When things get overwhelming, start with a break. Then you can evaluate, strategize, get organized, or ask for help. You can't really do this if you're so engulfed in the work. But if you're really struggling, I'd start with [reading] Burnout by Emily Nagoski.
This book really changed my understanding of how women feel stress and how to work with it. Spoiler: Stress is a cycle and you have to go through each step before you can really resolve it. Maybe it's a bath, maybe it's a run, or maybe you just need to deactivate your stress with a hug. Who knows, you just have to try.
HG: What physical activities have you been doing lately to help aid with your stress management?
CP: I love a good yoga flow. My brain likes to stay running, but yoga is one of the only activities that completely takes over, where my mind shuts off and my body takes over. It's hard to think about anything else but yourself when you're using your brain and muscles to hold a position, and your breath to stay conscious. I find that I'm able to focus more if I've gotten some of that kinetic energy out of the way with a morning workout routine.
Aside from yoga, I'm also a fan of barre. You get so many chances to get each micro-movement right, and you can really feel yourself getting stronger every time. I think it's a metaphor for how I like to work. With barre and with work, you have to trust that the little steps will eventually get you to where you're going.
HG: As a holistic nutritionist, how do you suggest others physically connect with their bodies and feel more connected to themselves?
CP: A way to connect is to try to do one thing at a time—and you can absolutely start small. We all have had our absent-minded moments, like when you're washing your hair in the shower and also thinking of your to-do list. But when we do that, we're missing an opportunity to connect with our presence. So, the next time you're washing your hands, maybe focus on how the water feels, how the soap smells, the texture of your skin, and try not to stress about what you need to do after.
HG: What form of community care have you been gravitating toward lately? And how do you believe it has impacted you?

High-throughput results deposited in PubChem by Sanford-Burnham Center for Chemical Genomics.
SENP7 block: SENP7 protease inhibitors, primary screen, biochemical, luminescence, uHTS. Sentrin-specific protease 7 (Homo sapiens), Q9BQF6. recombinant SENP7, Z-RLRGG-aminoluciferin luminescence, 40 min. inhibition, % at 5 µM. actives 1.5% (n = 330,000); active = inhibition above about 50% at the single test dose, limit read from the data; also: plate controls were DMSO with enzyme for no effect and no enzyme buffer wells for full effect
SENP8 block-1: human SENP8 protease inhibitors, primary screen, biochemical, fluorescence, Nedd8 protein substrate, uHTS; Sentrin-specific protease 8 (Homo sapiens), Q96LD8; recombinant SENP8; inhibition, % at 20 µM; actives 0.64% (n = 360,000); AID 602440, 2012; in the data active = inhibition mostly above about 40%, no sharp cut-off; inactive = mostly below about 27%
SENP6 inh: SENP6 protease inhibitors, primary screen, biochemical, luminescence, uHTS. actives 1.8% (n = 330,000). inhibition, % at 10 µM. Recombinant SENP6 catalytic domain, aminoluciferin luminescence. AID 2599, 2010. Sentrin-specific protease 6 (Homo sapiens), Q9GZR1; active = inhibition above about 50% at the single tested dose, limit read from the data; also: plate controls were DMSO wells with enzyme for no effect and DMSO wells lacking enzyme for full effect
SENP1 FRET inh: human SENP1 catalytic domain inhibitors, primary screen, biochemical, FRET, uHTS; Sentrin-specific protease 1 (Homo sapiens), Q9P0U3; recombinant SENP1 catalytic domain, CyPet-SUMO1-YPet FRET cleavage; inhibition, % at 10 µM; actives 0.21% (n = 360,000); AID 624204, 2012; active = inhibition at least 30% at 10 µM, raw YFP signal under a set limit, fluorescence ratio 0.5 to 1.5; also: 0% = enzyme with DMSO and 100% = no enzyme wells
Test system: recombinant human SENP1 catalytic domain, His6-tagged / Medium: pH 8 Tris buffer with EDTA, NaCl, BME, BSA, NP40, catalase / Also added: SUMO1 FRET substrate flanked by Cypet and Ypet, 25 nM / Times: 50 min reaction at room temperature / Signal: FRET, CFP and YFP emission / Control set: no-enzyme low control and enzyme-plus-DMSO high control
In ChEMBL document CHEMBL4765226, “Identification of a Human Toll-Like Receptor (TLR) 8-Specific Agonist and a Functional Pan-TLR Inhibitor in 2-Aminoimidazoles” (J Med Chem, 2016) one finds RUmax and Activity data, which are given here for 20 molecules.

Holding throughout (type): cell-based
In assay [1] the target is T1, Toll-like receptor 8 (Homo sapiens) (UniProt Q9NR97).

CP: It's so important to remember that the roots of self-care as we know it today come from civil rights activists who were fighting for others to respect their humanity. It was Black feminist, activist, and writer Audre Lorde who said, "Caring for myself is not self-indulgence, it is self-preservation, and that is an act of political warfare." And this powerful statement informed our modern concept of self-care.
There are lots of us who have given so much to others who struggle with giving enough to themselves. For me and so many women, this means that we have to take care of ourselves so we can still fight the fight, so we can break the ceiling, disrupt, and achieve—without it costing the heavy price of our well-being or our physical and mental health.
HG: As the founder of Droplet, how have you been trying to support the company's community during this time?
At Droplet, our mission isn't to make drinks, it's to create products and services that help women thrive. That's how we create value; the drinks are our little cheerleaders. We're here to learn, to inspire, to help you recoup so you can keep pursuing your purpose.
On an action-based level, we're actively donating and volunteering with local programs, including food banks, the Step Up Women's Network, and organizations focused on ending food insecurity and inequality. We're very clear on the fact that activism is not optional, and serving the greater community is part of our DNA.
We're committed to creating a healthy work environment, one that supports our teammates with their dreams and goals while also working towards our own collectively. Ongoing education is a big part of that, and if there's anything any of us wants to learn, we make those resources available to everyone.